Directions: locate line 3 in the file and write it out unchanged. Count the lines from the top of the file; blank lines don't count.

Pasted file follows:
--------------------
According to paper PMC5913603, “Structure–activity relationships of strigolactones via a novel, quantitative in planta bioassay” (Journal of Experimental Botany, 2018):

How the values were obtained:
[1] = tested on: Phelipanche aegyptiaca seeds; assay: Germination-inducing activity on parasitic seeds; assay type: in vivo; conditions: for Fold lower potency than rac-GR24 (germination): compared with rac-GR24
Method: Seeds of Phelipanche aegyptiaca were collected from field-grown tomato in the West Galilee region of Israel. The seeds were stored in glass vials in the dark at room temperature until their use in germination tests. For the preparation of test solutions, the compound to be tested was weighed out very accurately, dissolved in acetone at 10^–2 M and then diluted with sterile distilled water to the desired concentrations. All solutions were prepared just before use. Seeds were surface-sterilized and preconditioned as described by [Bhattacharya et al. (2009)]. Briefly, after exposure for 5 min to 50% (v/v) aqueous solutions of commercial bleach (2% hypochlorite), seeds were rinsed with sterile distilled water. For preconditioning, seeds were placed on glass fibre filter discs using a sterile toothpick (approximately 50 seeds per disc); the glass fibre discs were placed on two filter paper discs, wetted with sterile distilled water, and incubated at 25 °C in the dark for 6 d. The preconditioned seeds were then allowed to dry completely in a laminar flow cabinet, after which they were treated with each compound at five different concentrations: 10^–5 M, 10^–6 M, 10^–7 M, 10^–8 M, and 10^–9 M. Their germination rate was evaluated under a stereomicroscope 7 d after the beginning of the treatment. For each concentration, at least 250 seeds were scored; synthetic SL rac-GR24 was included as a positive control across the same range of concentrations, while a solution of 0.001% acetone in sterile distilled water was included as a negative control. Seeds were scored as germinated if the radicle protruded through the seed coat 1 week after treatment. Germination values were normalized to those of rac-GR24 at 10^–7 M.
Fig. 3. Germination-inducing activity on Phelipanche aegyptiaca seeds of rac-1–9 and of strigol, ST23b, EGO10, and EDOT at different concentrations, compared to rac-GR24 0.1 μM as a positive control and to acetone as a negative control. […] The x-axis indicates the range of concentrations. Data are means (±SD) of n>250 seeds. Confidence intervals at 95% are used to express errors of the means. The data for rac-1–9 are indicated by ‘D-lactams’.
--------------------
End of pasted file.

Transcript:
[1] = tested on: Phelipanche aegyptiaca seeds; assay: Germination-inducing activity on parasitic seeds; assay type: in vivo; conditions: for Fold lower potency than rac-GR24 (germination): compared with rac-GR24